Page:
Great philosopher and true friend of Ukraine Francis Fukuyama visited Kyiv
Written by: Sergiy Vakarin
On April 22, 2018 UkraineIS Chairman and PGA member Sergiy Vakarin joined Prime Minister Volodymyr Groysman and other Ukrainians to listen to Francis Fukuyama’s lecture at the Club of the Cabinet of Ministers of Ukraine.
There are fighters who would overcome any difficulties. But when the worst problems are already behind them, the last segment of the path is the biggest challenge to them. When the victory seems imminent but somehow slips away, and new obstacles seem endless. And just when all energy is needed for one last leap, the fighters can get overwhelmed by despair.This is the most dangerous moment, when your goal is just one step away but you can lose everything.
In some sense, we and the world-renowned social scientist Francis Fukuyama are alike. At some point it seemed to us and to him that the history actually ended, and the victory of liberal democracy and European values was irreversible. We were so sure of the victory that we thought it would come on its own. And now a painful rollback – especially in our country, where the war erupted, which would seem impossible just five years ago.
So was the philosopher wrong?
Well, says Fukuyama, it’s a painful moment, but the current wars will end like all previous wars, and what’s next? Has anyone invented a better path than the same liberal democracy that is now being attacked so fiercely? Sure, we can go back to the time of dictatorships, but this would only lead to more wars. Does anyone think this is a good alternative?
Even though Fukuyama became famous for declaring The End of History after the fall of the Soviet Union, he is respected by the academic circles, most of all, for The Origins of Political Order – a fundamental research into what makes the state stable and the dynamics of human communities.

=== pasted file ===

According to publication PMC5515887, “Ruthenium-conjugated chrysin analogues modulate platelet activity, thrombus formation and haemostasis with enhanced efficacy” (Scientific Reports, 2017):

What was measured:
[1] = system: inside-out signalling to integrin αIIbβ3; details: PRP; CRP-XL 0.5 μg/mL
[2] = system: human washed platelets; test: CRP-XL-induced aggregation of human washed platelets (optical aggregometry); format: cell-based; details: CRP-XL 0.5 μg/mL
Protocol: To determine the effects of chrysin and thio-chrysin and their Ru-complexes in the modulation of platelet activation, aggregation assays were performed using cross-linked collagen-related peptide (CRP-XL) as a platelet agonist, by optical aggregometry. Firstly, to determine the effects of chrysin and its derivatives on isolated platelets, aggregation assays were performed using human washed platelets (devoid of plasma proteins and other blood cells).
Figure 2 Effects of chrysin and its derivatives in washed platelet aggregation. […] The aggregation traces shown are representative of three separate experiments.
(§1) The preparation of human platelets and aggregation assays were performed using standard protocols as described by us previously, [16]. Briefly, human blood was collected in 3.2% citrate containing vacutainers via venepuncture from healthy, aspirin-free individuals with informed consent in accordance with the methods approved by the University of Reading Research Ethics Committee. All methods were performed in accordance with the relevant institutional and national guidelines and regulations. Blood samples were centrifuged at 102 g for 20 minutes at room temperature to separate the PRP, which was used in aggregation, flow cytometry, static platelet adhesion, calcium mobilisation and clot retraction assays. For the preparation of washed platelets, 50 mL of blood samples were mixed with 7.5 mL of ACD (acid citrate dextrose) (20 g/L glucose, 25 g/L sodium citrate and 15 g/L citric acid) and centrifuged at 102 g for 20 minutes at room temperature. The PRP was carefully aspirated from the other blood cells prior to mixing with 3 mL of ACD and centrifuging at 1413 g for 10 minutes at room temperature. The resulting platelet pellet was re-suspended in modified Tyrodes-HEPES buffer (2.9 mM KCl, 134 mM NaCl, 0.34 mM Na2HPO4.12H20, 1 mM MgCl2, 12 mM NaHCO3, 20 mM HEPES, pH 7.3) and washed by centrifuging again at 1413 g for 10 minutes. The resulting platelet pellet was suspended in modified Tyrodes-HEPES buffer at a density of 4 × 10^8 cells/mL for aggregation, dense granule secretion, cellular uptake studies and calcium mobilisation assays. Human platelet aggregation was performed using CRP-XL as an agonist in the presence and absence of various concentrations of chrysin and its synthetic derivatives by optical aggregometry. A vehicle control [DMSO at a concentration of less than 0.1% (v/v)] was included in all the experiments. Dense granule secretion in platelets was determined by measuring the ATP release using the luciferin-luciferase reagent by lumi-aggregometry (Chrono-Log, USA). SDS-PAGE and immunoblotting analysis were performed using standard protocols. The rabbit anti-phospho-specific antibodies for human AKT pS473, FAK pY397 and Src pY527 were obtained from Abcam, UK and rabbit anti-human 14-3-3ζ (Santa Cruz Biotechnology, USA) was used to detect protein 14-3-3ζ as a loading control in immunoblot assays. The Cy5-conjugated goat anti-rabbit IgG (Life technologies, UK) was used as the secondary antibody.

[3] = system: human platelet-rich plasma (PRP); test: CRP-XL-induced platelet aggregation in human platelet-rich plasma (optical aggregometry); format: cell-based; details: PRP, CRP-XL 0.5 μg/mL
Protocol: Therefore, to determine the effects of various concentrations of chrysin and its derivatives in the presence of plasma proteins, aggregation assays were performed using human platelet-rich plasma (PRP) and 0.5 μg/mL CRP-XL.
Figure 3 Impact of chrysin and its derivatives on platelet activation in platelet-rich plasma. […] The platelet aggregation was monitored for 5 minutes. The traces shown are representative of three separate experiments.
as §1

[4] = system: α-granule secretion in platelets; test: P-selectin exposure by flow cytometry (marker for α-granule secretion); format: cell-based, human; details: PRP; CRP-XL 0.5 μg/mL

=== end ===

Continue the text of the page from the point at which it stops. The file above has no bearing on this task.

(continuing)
In Kyiv, Fukuyama emphasized the three conditions for democracy: an effective state governed by the Rule of Law and accountable to the society. But how can this be accomplished in a country with huge antagonism between the society and the state? The professor has a message to the civil society activists: join the government, become the government, change it from within. “When I’m in Ukraine, I feel that the only contribution I can make is to teach a new generation of leaders,” he said. It is necessary to change the institutions precisely in this way. New Maidans are unlikely to change anything.
But it is known that our bureaucracy has “digested” many reformers. Well, not all recipes from Western gurus, especially regarding tactics, are practical in Ukraine. It is necessary to develop our own or adapted approaches. It is the strategic goals where Fukuyama’s advice can be most valuable. But to implement it, the leaders should find ways to change the prevailing mentality of the society.I had a chance to talk to Professor Fukuyama. We had a brief conversation about the role of e-government and future cooperation. His openness is really amazing.
And when I was sitting side-by-side with the members of the Ukrainian government, including Prime Minister Groysman, a thought came to my mind: something really changed. At last the Ukrainian leaders recognize the need for life-long learning. I cannot imagine the pre-2014 leaders sitting like students at Fukuyama’s lecture in Ukraine. In the best case, they would proudly sit at the podium next to him. See the difference?
Professor Fukuyama, one of the global Top 100 Public Intellectuals, came to Kyiv to sign a Memorandum of Cooperation between the Stanford University (where he currently works) and Ukraine, represented by the Cabinet of Ministers, Professional Government Association and Kyiv School of Economics. His visit was initiated by the PGA.